I was still feeling uneasy, though. After I changed out of my work shirt and put on my coat, I stood by the locker a minute trying to make up my mind. Then I went back into the old building, to the elevator, and called it. When it opened up, Michael was laying on the floor.
“Oh my God--”
He was literally blue in the face--blue like the scarf that was wound so tight around his neck, and knotted so close, I had to use my pocket knife and cut it off him. As soon as I had it loose, I fumbled till I turned the key on the elevator, opening it up again between floors. Then I knelt by the boy again and pulled him into my arms, patted his face.
“Michael. Michael. Mikey! You wake up! You wake up now! You all right, son?”
He jerked in my grip and took a great big breath, with a terrible noise that sounded like a screech. Then his eyes opened, rolled from side to side, fixed on mine. He looked terrified for just an instant. Then he relaxed a little bit, like he wasn’t scared of me. He raised up a weak hand to his throat. I could see bruises when I pulled away the scarf.
“What happened to you, boy? Somebody jump you?” I thought there might be a couple of kids even at a conservatory who would beat up a gay boy.
“I don’t--” He had to stop and swallow. You could see that it hurt him. “I don’t remember, Mr. Jeffrey. I… I don’t know.”
I would have took him to the hospital, if he’d let me, but he wouldn’t do that. Said he’d text his boyfriend to come over, go to the infirmary tomorrow if he didn’t feel okay. They didn’t have much at the infirmary but condoms and Tylenol, but I let him do as he pleased. I was just worried that whatever happened might have hurt his throat and affected his voice.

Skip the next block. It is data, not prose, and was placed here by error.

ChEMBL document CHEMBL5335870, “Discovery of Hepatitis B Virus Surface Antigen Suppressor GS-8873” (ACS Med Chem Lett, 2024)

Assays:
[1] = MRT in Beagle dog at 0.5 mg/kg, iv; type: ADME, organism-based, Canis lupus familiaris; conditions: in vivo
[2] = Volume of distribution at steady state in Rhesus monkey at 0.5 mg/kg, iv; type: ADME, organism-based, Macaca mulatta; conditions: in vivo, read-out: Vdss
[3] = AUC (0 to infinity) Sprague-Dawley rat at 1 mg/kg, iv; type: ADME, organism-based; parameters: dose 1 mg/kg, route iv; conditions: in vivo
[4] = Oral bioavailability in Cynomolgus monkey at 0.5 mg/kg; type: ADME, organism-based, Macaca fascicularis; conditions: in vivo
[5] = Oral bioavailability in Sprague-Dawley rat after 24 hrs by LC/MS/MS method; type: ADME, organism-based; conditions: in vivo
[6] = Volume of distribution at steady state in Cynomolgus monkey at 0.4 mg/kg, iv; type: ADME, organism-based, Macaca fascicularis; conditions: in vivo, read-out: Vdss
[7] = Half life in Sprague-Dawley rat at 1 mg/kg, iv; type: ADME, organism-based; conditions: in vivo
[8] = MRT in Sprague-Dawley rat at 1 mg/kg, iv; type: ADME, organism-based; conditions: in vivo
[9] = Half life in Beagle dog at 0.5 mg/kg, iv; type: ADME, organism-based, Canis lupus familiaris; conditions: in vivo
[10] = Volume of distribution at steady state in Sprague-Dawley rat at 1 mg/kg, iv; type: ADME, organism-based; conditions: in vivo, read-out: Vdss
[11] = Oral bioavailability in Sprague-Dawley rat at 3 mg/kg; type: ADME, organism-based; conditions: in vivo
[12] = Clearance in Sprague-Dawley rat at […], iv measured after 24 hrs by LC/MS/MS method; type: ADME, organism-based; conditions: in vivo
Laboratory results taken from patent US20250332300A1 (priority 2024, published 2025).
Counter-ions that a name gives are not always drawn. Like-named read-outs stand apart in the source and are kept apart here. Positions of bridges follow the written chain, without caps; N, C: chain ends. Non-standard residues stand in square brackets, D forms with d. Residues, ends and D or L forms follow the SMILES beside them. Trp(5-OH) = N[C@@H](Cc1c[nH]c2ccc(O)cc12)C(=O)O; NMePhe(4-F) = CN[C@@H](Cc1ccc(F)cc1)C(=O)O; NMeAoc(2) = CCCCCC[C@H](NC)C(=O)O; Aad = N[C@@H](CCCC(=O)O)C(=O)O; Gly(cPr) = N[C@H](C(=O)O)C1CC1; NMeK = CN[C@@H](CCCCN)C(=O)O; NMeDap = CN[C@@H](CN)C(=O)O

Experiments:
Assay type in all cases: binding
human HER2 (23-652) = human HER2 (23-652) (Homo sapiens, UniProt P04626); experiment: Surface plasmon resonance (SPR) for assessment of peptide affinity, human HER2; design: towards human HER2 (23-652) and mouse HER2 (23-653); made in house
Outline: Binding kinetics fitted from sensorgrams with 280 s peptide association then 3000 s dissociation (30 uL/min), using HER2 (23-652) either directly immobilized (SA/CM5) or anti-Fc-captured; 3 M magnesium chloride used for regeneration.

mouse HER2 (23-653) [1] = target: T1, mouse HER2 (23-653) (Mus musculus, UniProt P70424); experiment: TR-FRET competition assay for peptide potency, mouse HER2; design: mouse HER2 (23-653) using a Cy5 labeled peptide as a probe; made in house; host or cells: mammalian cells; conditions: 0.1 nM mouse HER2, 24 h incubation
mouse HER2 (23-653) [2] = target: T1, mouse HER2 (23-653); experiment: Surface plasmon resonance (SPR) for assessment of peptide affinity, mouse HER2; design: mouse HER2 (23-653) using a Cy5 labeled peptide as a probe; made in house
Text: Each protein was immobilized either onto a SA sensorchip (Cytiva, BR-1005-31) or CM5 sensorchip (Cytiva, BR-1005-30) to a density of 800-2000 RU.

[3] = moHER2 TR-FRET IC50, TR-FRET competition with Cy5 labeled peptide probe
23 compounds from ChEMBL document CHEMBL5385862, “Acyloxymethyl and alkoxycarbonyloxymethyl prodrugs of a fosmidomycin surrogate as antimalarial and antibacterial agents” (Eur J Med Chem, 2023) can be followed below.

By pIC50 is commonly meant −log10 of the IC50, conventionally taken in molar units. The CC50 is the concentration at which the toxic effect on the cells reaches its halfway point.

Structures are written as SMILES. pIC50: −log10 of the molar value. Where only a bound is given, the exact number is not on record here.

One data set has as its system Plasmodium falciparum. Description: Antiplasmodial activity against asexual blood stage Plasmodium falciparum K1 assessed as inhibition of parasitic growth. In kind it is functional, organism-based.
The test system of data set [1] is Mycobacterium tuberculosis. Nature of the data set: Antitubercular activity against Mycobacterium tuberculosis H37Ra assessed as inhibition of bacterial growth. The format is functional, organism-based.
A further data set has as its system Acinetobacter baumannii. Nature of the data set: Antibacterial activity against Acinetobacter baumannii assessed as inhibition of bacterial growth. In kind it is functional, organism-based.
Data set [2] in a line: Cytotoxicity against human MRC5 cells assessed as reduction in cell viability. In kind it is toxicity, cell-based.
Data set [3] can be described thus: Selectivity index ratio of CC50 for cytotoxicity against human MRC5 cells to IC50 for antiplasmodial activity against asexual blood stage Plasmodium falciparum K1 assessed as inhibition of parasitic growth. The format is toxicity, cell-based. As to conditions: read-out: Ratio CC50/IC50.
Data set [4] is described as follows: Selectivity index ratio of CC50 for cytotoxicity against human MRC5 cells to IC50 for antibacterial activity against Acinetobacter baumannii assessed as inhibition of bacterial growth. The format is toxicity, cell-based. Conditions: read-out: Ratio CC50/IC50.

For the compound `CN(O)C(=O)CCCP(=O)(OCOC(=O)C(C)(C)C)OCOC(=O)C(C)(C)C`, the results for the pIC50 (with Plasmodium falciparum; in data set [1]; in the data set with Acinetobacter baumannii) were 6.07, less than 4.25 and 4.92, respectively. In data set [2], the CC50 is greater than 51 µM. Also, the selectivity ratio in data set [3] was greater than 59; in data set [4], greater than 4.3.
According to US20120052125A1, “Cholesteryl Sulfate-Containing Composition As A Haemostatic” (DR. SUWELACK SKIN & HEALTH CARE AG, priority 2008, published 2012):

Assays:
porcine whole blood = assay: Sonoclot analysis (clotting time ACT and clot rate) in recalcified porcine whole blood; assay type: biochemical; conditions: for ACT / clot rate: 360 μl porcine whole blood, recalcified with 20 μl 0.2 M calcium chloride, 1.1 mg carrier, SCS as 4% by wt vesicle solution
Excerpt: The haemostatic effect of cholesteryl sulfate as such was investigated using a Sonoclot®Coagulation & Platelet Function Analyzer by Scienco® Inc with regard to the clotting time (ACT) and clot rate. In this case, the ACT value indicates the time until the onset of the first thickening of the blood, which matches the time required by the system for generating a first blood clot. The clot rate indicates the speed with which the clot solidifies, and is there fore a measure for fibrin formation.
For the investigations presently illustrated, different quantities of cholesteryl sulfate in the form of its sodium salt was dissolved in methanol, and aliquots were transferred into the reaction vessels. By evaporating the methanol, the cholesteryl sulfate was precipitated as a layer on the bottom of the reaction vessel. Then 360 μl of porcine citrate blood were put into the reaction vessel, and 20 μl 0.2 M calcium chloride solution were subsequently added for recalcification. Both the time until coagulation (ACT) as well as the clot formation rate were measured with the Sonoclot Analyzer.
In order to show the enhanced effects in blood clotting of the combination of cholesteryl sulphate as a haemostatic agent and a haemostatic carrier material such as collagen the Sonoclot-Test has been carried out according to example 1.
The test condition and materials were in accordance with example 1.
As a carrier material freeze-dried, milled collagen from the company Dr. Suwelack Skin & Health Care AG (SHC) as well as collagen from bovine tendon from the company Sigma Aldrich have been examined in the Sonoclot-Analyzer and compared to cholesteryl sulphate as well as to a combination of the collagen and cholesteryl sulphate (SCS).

When I woke up at two in the morning, having to piss, it occurred to me that maybe Frazier-Doyle had tried to strangle him.
I was working day shift, but I didn’t see Michael for at least a week. I hoped maybe he was taking some time off to heal, hoped he might even not be seeing Frazier-Doyle for lessons. Then I had three days off, then I went to the second shift. I said the hell with my usual schedule and went up to the old building first thing, taking my truck with me but carrying my pen knife in my hand.
I come down the hall real quiet like, and I could hear them singing, both of them, the professor and the boy, doing a duet. Michael’s voice was purer and sweeter, without that edge to it, but not as powerful yet, not quite mature. The two of them together were enough to put a spell on you; I woulda stood there listening for as long as they would sing.
When they were finished, I snuck on down the hall and got pretty close to the door of the studio, close enough to hear their conversation as I started to run my broom. “That was excellent. Well done, lad.” Frazier-Doyle still had some of his old accent. He had a smarmy way of talking, though, that he didn’t use to have back in the day.
“I think you’ll be more than ready for the class recital on Tuesday. But I’d like to give you a little something, just for luck.” I heard some rustling noises.
“That’s beautiful, professor!” Michael sounded so young. And he sounded more like he was saying the professor was beautiful than whatever was really going on.
“It was a gift from my teacher, when I wasn’t much older than you. You can wear it home on your scarf, but then keep it safe until the recital, hmm? And maybe after that, depending on how well you do, you can keep it.”
“Th-thank you, Professor Frazier.” My boy sounded like he was going to cry.
I shoulda gotten away then, skedaddled back to the elevator or gone into the bathroom. But it’s a good thing I didn’t, even though they kinda caught me eavesdropping, when they come out the studio together.